If you ever find yourself in a position where you must perform chest compressions, sing “La Macarena” to yourself — it might just save the patient’s life.
New research presented at the Euroanaesthesia event in Copenhagen, Denmark shows that the old-time earworm can actually improve the quality of chest compressions during cardiopulmonary resuscitation (CPR). That is, as long as those administering CPR use the song as a mental guide to time their actions.
Eeeey, chest compressions
Knowing how to perform CPR is one of those little things that could make a huge difference at the right time. However, most of those who do know how to administer compressions and resuscitate those in need aren’t very good at timing it right — because they luckily don’t get a lot of opportunities to practice.
But it is undeniable that this lack of experience does negatively impact the effectiveness of said CPR. That’s why Professor Enrique Carrero Cardenal and colleagues at the University of Barcelona, Hospital Clinic Barcelona, and Universitat Autònoma Barcelona, Spain tried to devise a simple, easily- and widely-accessible method to help the general public improve the effectiveness of the compressions they administer.
What they recommend is to have a metronome on hand. Failing that, you can just administer the compressions to the rhythm of “La Macarena”. Both the app and the song provide a regular rhythm to help time the compressions. The team’s study focused on measuring how effective each was at improving the quality of chest compressions.
For the study, the team selected 164 medical students from the University of Barcelona and asked them to perform continuous chest compressions on a manikin for 2 minutes. Subjects either had to perform the compressions without any guidance (the control group), with help from a smartphone metronome app (the App group) or by using the song as a mental metronome (the Macarena group). The app generated a noise at 103 beats per minute (bpm), corresponding to each compression that a participant had to perform. Those in the Macarena group first had to prove that they knew the song before the trials.
The team recorded demographic data, information about the quality of each participant’s compressions, and conducted a satisfaction survey among their participants after the trial.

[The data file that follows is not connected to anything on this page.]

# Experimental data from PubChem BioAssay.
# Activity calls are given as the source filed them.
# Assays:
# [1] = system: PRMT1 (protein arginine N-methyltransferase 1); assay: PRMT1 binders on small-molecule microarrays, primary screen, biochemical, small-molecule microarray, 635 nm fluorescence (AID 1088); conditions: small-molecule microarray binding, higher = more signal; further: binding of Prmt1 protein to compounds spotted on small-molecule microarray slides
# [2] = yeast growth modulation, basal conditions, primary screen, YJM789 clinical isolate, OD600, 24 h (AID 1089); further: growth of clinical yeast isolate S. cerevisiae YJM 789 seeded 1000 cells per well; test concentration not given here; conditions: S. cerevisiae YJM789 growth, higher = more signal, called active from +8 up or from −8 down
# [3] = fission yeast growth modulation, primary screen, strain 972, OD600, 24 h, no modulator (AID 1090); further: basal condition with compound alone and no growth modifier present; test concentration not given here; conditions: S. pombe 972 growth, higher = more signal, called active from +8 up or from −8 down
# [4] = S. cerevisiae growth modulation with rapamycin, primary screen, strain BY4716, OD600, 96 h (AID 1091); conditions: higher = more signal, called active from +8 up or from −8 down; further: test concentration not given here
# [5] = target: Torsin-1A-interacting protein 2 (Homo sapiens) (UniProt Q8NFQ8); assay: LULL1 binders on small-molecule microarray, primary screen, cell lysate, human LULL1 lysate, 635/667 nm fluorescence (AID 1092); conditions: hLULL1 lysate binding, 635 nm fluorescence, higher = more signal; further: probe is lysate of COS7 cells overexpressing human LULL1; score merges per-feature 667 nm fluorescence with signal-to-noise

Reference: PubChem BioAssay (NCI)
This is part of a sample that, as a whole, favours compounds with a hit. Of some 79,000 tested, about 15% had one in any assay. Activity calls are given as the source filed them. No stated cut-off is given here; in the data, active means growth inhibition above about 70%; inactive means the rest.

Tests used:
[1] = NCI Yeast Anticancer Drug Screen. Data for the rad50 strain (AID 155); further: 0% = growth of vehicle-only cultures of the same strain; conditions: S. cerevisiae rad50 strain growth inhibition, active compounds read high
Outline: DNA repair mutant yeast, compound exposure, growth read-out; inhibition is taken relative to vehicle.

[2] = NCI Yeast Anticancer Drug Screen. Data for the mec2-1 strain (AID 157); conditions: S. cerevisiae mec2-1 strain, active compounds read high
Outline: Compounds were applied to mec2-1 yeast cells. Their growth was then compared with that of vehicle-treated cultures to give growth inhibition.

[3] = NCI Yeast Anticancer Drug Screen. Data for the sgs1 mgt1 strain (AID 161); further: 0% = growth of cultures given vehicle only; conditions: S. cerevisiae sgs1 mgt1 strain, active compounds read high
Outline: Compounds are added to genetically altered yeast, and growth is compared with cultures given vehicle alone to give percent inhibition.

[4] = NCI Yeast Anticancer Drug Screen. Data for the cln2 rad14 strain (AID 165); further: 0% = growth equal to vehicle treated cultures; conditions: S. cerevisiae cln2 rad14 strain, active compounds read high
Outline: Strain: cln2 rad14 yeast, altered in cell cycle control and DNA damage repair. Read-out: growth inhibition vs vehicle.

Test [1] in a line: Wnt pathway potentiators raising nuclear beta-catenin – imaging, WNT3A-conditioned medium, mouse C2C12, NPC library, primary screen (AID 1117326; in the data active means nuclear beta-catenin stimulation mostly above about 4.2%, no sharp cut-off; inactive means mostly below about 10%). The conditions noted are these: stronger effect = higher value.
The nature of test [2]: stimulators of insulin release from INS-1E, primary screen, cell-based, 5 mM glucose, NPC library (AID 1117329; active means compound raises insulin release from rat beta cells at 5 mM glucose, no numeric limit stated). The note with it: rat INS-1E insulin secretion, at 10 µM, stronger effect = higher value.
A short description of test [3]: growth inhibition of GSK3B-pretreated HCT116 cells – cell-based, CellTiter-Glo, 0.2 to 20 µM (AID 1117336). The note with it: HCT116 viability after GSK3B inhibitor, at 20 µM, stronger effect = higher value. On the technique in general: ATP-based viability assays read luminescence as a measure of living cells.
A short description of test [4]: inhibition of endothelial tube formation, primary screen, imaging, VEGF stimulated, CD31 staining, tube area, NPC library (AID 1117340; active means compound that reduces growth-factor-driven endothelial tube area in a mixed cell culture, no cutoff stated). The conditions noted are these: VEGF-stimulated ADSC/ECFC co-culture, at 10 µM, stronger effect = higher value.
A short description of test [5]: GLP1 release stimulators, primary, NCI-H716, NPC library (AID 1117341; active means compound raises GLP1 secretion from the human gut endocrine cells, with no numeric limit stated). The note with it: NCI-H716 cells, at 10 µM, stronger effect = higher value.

They report that participants in the App and Macarena groups had a much higher average percentage of compressions occurring in the 100-120 bpm range (91% and 74% respectively) compared to those in the control group (24%). While no group achieved the required compression depth (5 cm / 2 in), those in the App group had the best overall quality scores despite the fact that it took them the most to start performing the first compression (they needed to fiddle with their phone to get the app going).
According to the results of the participants’ survey, the app was the most useful method to help them perform CPR. However, if you don’t happen to have a metronome app installed, or rapid intervention is critical, the La Macarena method is a suitable replacement. It is also significantly better than performing CPR without any kind of guidance.
“Both the app and using mental memory aid ‘La Macarena’ improved the quality of chest compressions by increasing the proportion of adequate rate but not the depth of compressions,” the study concludes.
“The metronome app was more effective but with a significant onset delay.”
The paper “Timing resuscitation compressions using the song ‘La Macarena’ or using a smartphone app improve compression quality” has been presented at this year’s Euroanaesthesia congress in Copenhagen, Denmark
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